It’s easy to tell when someone is a vegan because they will damn well tell you but it is somewhat more difficult to determine what kind of vegan a person might be.

Just for fun, I thought I would prepare my 50 Shades of Veganism to illustrate the wide diversity within this thing we call veganism.


“A philosophy and way of living which seeks to exclude—as far as is possible and practicable—all forms of exploitation of, and cruelty to, animals for food, clothing or any other purpose; and by extension, promotes the development and use of animal-free alternatives for the benefit of humans, animals and the environment. In dietary terms it denotes the practice of dispensing with all products derived wholly or partly from animals.” Definition of veganism by the Vegan Society in 1979.

1. True vegan – Absolutely no animal products used in any manner without the need for any justification, explanation, defensiveness or offensiveness.
2. Level 5 Vegan. … A Level 5 Vegan was defined as someone who never eats anything that casts a shadow. While this definition is nonsensical the Level 5 term as it’s used today is a mostly tongue-in-cheek reference to someone who refuses to make any compromises at all in their vegan lifestyle.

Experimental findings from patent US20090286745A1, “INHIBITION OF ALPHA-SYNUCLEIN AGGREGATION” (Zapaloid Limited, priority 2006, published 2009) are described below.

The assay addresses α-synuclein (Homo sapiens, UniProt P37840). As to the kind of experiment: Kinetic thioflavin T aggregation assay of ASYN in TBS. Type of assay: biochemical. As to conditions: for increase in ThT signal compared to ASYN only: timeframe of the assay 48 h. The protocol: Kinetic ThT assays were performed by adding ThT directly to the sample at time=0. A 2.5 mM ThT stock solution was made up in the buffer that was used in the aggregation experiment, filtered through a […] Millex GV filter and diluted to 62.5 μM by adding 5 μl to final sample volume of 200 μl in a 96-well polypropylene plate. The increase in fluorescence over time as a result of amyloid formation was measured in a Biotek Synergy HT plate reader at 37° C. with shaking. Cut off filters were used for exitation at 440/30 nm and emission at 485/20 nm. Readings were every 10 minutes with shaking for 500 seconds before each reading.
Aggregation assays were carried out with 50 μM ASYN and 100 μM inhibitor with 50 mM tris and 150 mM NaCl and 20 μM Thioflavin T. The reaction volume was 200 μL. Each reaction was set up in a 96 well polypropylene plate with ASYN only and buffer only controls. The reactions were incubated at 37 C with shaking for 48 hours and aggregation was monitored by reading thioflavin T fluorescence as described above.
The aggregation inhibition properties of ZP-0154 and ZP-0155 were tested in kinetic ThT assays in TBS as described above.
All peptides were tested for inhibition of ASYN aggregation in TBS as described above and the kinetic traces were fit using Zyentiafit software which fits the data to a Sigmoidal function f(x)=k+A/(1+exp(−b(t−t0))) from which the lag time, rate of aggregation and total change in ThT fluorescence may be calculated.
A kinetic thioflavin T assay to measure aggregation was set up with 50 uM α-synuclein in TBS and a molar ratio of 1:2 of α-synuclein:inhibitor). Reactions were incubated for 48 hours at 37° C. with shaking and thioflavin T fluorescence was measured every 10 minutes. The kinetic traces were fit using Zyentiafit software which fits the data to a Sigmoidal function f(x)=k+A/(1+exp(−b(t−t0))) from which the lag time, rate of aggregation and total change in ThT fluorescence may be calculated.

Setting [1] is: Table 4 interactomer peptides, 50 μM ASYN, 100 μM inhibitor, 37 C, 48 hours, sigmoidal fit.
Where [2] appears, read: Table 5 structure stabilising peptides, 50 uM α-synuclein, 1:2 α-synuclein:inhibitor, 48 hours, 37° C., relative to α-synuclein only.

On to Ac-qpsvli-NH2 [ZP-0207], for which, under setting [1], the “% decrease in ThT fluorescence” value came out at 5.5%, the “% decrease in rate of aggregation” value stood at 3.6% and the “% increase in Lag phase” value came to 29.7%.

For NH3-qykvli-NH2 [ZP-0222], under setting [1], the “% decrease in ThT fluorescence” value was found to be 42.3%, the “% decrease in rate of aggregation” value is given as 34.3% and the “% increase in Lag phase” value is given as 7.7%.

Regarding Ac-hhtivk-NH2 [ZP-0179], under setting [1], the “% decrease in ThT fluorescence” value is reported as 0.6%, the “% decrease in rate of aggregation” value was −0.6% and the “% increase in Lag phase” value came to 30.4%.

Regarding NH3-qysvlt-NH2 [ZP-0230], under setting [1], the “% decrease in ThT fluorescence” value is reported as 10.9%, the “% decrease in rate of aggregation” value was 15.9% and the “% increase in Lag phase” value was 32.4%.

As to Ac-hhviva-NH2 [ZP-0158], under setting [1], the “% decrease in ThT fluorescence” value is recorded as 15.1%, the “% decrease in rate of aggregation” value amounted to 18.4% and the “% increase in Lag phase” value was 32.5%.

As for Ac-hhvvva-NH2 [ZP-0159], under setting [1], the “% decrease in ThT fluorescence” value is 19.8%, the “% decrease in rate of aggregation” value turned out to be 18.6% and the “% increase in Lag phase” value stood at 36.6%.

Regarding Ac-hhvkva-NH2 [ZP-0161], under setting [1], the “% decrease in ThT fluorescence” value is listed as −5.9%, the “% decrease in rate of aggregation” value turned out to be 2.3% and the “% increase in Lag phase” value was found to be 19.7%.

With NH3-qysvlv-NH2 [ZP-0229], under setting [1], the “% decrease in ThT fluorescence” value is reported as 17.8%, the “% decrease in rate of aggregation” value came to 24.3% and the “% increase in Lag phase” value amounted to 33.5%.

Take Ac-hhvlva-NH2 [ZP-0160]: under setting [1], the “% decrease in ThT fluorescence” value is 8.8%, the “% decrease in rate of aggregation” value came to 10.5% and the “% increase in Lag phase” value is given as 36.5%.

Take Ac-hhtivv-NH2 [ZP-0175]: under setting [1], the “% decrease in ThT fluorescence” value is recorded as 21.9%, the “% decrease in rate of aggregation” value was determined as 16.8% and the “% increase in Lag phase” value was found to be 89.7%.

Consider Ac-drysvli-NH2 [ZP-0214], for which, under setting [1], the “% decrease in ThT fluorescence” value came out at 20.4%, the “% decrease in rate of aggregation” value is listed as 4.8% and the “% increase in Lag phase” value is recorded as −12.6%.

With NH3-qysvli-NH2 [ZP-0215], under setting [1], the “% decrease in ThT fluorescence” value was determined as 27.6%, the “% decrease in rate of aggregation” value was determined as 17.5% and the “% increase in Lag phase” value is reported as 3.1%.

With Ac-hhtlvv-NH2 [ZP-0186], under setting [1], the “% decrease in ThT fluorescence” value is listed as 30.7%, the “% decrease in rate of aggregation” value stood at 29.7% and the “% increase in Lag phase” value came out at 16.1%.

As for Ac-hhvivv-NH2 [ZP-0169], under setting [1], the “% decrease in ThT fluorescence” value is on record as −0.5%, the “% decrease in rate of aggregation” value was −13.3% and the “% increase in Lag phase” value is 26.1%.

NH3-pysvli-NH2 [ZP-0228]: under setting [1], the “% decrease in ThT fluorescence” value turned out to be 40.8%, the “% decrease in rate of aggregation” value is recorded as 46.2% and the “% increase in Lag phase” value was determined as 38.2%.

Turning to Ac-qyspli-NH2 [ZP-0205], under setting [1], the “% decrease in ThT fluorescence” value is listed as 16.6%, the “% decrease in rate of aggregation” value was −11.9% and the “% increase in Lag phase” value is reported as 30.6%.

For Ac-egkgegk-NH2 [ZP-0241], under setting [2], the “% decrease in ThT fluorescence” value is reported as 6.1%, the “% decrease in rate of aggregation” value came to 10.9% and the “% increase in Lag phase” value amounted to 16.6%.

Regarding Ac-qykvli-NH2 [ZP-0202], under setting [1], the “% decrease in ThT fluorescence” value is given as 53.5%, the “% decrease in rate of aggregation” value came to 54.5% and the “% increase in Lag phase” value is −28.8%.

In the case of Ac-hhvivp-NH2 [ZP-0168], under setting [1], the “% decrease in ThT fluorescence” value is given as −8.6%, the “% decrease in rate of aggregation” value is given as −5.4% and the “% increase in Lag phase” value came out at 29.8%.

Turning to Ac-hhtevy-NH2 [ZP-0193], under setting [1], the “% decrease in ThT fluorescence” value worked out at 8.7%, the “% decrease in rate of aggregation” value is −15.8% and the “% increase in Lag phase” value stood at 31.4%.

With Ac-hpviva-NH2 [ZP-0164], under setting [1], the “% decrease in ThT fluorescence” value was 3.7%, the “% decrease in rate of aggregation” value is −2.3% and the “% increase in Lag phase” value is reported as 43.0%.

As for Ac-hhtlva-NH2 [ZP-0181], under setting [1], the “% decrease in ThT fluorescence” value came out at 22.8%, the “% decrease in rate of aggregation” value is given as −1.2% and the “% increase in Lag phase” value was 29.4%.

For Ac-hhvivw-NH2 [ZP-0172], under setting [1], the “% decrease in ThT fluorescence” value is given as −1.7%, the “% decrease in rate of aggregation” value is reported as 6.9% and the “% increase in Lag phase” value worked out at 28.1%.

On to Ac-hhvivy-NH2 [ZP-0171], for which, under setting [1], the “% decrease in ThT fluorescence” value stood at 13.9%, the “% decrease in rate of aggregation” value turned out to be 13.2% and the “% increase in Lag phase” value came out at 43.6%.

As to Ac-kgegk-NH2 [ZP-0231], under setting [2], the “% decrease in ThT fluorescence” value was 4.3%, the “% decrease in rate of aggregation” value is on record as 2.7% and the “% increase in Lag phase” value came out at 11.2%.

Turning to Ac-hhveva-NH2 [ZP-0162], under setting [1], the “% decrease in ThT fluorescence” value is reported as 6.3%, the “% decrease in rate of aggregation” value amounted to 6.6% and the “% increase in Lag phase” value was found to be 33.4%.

3. Paleo-vegan – The Paleo diet without the meat – unprocessed foods.
4. Compassionate vegan – does not consume animal products out of a deep love for animals.
5. Compassionate Ethical vegan – does not consume animal products out of a deep love for animals and a deep concern for the lives and welfare of animals.
6. Compassionate Ethical Health vegan – does not consume animal products out of a deep love for animals and a deep concern for the lives and welfare of animals and sees veganism as a healthy life style.